The UN High Commission of Refugees (UNHCR), said on Wednesday that government donors promised an initial USD 500.8 million for the work of the UN refugee agency to help almost 43 million forcibly displaced or stateless people worldwide next year.
"Faced with multiple mega emergencies in the middle-east and Africa, UNHCR presented its total financial requirements of USD 6.23 billion for 2015 at its annual pledging report, the largest budget ever at the beginning of the year", said the UNHCR in a press release from its headquarters in Geneva.
UN High Commissioner for Refugees Antonio Guterres thanked the donors for their strong and steadfast support, but warned that the gap between needs and available humanitarian funding was widening." "More people are fleeing war, violence, and persecution than ever before. Emergencies in Syria, the Central African Republic and South Sudan are turning into protracted displacement situations, bringing the world's humanitarian financing system close to bankruptcy," he said in the same press release.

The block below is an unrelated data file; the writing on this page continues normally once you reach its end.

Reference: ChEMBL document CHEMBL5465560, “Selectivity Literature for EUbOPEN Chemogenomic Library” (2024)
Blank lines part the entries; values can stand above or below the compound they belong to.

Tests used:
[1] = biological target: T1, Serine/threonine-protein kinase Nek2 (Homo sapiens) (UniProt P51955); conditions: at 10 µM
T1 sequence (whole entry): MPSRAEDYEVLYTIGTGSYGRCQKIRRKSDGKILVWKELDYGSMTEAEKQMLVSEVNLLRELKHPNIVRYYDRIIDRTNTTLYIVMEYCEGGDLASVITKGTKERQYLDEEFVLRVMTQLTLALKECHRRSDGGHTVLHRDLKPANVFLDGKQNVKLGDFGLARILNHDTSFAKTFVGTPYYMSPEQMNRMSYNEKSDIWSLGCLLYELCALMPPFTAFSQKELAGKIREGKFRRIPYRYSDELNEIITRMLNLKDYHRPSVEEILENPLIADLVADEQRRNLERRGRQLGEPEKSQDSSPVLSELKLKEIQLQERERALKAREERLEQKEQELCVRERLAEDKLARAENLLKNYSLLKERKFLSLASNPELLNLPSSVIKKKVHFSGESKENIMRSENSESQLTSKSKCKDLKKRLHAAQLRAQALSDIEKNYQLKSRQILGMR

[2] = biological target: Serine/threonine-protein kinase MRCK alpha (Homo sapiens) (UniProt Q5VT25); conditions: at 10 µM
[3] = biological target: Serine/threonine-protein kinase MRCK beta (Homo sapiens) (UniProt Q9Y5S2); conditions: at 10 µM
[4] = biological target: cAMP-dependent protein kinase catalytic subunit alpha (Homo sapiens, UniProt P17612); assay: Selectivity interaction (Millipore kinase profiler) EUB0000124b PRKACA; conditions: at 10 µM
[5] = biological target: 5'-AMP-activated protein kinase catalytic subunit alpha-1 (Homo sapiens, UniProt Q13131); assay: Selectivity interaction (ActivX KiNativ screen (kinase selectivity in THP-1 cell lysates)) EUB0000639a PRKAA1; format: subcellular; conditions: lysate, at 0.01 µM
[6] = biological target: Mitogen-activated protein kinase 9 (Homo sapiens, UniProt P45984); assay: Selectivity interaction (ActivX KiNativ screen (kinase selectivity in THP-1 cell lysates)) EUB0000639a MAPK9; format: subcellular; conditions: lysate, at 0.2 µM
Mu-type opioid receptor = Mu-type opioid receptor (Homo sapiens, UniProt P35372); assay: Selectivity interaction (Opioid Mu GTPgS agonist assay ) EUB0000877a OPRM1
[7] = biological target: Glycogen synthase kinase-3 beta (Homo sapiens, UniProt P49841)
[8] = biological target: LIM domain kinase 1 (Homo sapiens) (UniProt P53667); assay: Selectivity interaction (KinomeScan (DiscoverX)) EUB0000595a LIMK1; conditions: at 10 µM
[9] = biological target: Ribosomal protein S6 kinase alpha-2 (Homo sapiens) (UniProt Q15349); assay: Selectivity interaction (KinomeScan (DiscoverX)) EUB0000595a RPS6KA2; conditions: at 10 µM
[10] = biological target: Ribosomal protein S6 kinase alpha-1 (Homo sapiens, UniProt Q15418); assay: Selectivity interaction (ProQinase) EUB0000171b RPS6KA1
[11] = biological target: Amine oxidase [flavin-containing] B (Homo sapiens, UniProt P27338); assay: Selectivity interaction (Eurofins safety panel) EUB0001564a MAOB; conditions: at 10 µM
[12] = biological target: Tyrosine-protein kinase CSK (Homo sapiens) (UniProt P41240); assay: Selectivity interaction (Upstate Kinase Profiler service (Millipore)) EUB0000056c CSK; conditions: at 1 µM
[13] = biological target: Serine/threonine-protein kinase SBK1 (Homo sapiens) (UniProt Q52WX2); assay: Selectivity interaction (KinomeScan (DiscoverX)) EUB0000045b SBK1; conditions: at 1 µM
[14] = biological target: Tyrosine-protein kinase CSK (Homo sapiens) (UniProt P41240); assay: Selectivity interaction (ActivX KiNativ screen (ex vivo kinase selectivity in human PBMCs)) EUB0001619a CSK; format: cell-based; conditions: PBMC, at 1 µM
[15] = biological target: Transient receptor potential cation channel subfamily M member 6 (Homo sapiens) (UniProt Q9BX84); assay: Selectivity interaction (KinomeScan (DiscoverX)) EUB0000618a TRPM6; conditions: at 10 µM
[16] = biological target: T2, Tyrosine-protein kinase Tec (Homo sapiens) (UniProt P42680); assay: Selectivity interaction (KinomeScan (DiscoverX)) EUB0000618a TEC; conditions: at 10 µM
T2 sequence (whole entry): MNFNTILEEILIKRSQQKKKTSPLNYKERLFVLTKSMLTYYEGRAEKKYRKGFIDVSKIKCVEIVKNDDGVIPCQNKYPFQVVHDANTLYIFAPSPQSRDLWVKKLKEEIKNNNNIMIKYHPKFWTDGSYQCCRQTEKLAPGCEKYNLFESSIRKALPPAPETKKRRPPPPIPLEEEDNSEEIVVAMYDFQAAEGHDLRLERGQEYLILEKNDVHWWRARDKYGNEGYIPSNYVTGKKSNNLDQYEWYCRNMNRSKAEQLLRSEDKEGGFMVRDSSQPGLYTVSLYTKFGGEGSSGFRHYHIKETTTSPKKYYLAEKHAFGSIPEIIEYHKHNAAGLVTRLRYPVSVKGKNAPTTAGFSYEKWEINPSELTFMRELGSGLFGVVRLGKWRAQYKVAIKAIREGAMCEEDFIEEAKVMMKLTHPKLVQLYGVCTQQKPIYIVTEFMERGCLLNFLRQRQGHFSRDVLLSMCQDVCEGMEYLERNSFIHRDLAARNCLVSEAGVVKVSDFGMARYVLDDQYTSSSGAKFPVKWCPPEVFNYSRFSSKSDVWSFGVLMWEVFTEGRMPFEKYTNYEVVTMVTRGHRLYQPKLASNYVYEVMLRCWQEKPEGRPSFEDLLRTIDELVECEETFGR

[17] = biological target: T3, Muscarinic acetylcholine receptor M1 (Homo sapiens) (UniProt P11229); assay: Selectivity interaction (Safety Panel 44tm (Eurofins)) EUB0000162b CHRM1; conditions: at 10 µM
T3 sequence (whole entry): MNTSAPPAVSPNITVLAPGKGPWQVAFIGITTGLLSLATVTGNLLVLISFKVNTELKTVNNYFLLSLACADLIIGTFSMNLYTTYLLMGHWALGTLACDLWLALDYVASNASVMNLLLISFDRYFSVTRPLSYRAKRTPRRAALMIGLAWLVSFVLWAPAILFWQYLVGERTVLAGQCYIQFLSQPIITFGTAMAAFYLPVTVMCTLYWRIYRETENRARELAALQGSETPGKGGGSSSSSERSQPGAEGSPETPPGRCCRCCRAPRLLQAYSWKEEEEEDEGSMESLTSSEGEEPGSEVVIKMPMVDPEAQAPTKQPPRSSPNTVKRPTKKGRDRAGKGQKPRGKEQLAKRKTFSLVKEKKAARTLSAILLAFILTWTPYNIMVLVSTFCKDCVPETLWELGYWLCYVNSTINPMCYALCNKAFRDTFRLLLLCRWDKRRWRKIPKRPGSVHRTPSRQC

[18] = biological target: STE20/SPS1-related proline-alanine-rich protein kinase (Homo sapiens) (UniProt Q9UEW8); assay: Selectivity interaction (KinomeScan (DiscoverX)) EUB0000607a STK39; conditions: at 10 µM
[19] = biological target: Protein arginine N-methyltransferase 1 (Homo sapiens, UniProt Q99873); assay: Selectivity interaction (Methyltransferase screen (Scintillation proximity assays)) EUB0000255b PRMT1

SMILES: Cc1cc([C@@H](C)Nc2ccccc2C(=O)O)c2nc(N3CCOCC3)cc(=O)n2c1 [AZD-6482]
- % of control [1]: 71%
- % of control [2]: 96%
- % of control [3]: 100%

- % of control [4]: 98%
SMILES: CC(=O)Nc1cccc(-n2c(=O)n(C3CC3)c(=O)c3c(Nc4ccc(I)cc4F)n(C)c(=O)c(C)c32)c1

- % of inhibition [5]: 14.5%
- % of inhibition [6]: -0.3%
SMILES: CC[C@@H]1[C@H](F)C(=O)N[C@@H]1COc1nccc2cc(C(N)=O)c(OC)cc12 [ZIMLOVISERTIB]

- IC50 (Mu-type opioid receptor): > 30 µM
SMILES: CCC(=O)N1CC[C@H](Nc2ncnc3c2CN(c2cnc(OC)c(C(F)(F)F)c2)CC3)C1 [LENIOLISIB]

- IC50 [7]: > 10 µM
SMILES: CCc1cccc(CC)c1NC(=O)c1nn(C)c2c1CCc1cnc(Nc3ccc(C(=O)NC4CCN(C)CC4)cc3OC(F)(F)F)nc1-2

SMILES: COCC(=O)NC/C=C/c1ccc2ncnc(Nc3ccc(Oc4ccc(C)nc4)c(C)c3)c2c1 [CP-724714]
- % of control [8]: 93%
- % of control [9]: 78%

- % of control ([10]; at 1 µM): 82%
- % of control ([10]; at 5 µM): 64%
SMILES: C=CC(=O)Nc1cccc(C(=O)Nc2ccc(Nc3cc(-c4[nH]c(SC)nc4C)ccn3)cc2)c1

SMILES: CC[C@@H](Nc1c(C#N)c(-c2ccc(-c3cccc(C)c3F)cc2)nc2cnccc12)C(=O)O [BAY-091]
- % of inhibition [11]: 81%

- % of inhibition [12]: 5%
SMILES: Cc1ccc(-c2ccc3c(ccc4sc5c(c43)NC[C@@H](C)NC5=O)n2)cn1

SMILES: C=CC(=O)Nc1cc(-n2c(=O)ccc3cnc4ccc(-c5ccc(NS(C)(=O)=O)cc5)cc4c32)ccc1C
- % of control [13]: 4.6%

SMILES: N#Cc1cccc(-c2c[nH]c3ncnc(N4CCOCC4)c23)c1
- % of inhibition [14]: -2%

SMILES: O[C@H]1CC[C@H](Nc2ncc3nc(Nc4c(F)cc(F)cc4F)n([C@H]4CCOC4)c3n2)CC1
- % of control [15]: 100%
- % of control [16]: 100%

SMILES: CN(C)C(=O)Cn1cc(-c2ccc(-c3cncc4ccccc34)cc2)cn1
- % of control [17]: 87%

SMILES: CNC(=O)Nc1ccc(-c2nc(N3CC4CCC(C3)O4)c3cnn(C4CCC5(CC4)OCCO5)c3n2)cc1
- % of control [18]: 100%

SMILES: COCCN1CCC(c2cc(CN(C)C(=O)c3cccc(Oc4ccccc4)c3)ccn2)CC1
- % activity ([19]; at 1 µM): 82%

"We need additional and more predictable ways of funding these emergences", he added.
Guterres also thanked the refugee hosting countries for their ongoing support and acknowledged: "the tremendous pressure that the large presence of refugees has on local resources, public services and facilities. More structural and development support is needed to help communities host refugees fleeing war and violence".
Over the last five years, financial requirements have more than doubled, as the numbers of forcibly displaced people continues to increase.
For 2014, the UN refugee agency still requires USD 6.6 billion to assist millions of refugees, internally displaced and stateless people and to find solutions for them. To date, it has received USD 3.19 billion, or less than half of what it needs. While this allows the organization to cover the most basic needs such as water, sanitation, health and rudimentary shelter, important long-term activities such as vocational skills training, promoting livelihood activities or secondary education remain often underfunded.